Thus, loss of trust and confidence is a valid ground for dismissing an employee, provided that the loss of confidence arises from particular proven facts. Termination of employment on this ground does not require proof beyond reasonable doubt of the employee's misconduct. It is sufficient that there is some basis for the loss of trust, or that the employer has reasonable ground to believe that the employee is responsible for the misconduct which renders him unworthy of the trust and confidence demanded by his position. As the nature of his position is grounded on the trust and confidence reposed on him by his employer, the latter is given wide latitude of discretion in terminating him for lack or absence thereof. In order to constitute a just cause for dismissal, the act complained of must be related to the performance of the duties of the employee such as would show him to be thereby unfit to continue working for the employer. Moreover, for loss of trust and confidence to be a valid ground for an employee's dismissal, it must be substantial and not arbitrary, and must be founded on clearly established facts sufficient to warrant the employee's separation from work.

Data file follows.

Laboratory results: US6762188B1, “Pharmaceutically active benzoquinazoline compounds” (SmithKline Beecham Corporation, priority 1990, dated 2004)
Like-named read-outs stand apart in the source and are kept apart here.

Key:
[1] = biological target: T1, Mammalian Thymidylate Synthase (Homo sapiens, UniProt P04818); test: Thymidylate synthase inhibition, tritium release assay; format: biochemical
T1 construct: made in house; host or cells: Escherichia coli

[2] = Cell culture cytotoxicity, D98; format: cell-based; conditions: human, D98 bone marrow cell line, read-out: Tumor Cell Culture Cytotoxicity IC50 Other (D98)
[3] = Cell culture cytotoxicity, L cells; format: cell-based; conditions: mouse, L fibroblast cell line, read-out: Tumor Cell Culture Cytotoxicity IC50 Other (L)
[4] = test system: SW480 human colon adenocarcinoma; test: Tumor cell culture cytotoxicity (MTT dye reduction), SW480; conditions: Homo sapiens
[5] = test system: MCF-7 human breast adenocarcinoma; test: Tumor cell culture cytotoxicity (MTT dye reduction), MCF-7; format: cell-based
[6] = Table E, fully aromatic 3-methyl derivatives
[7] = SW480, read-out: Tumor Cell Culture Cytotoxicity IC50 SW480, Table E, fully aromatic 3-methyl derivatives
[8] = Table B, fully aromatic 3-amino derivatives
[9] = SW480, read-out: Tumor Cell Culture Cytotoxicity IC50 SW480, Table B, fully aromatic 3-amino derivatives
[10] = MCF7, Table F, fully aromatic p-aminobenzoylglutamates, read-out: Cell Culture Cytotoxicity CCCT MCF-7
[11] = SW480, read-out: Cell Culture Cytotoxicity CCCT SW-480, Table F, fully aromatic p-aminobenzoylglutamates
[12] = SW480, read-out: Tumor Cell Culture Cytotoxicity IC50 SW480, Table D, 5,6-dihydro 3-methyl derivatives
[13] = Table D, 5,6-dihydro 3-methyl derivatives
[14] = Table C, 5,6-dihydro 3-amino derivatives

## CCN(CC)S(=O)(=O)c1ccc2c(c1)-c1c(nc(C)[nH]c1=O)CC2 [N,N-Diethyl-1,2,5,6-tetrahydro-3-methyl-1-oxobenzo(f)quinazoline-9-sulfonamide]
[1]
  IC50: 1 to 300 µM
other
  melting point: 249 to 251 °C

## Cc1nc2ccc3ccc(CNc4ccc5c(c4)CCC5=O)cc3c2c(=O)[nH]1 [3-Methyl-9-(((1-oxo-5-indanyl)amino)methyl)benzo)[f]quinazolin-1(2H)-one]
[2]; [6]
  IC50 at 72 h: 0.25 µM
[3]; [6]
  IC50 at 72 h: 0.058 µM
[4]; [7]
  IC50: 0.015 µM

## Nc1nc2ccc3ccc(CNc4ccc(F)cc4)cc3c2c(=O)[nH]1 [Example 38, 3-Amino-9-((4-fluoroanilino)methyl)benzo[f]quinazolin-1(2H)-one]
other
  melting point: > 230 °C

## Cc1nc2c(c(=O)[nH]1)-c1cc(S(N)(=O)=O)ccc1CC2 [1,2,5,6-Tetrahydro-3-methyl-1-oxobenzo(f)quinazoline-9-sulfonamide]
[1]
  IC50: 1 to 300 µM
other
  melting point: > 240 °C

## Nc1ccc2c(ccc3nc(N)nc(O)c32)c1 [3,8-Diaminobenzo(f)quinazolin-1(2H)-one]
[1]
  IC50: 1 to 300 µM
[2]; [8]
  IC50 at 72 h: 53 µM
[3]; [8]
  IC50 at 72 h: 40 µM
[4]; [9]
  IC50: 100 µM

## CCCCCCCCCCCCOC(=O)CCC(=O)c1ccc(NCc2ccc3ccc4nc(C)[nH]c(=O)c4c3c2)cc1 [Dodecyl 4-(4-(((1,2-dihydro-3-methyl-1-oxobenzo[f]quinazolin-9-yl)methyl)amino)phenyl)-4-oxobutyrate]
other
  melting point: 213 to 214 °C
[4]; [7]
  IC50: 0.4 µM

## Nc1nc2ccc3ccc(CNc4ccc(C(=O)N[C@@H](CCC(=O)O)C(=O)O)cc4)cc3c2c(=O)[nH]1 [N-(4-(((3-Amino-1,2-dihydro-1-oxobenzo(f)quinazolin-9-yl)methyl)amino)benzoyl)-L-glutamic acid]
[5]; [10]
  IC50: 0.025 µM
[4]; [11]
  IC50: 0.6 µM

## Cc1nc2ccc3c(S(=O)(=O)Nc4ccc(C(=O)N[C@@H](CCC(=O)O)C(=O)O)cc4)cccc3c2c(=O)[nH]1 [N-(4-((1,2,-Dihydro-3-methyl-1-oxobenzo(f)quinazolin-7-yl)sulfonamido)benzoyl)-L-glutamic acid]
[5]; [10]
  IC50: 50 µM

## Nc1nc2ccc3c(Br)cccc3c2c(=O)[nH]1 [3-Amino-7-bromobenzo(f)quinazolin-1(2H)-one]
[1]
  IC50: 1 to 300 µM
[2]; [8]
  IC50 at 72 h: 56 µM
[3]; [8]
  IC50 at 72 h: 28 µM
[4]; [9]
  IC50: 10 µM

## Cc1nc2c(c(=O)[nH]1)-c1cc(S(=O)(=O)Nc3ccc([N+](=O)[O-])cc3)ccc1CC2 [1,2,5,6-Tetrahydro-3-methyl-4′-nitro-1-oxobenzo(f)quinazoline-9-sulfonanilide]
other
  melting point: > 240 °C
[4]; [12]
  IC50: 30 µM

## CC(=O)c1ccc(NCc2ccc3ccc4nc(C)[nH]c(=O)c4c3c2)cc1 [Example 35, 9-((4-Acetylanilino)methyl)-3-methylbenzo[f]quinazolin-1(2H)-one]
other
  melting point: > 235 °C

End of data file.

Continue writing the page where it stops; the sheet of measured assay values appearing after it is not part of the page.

Was there just cause in terminating the services of Aurelio? A perusal of the records and the evidence indicates that there was. The dissemination of confidential information by the respondent and the pointless labor dispute following its misinterpretation have been sufficiently proven. Procuring a report without authority, then covertly furnishing copies of the incomplete report to parties in an attempt to unfairly discredit one's superiors, to our mind, constituted serious breach of trust and confidence. It was grossly inappropriate for respondent to misrepresent herself in order to procure the external auditor's report. It was even worse to use the report against the college authorities who reposed on her their confidence. Passing off the report as complete when it was not, then falsely accusing one's superiors as cheating their employees based on the report, is morally reprehensible of the highest order. These highly condemnable acts made by Aurelio as the Acting Finance Officer shows her unfitness to continue working with DWC management. The law, in protecting the rights of workers, authorizes neither oppression nor self-destruction of the employer. The employer may dismiss an employee if the former has reasonable grounds to believe, or to entertain the moral conviction, that the latter is responsible for the misconduct, and the nature of her participation therein renders her absolutely unworthy of the trust and confidence demanded by her position. DWC, in this case, was acting within its rights under the law to terminate the services of Aurelio as the Acting Finance Officer of the college.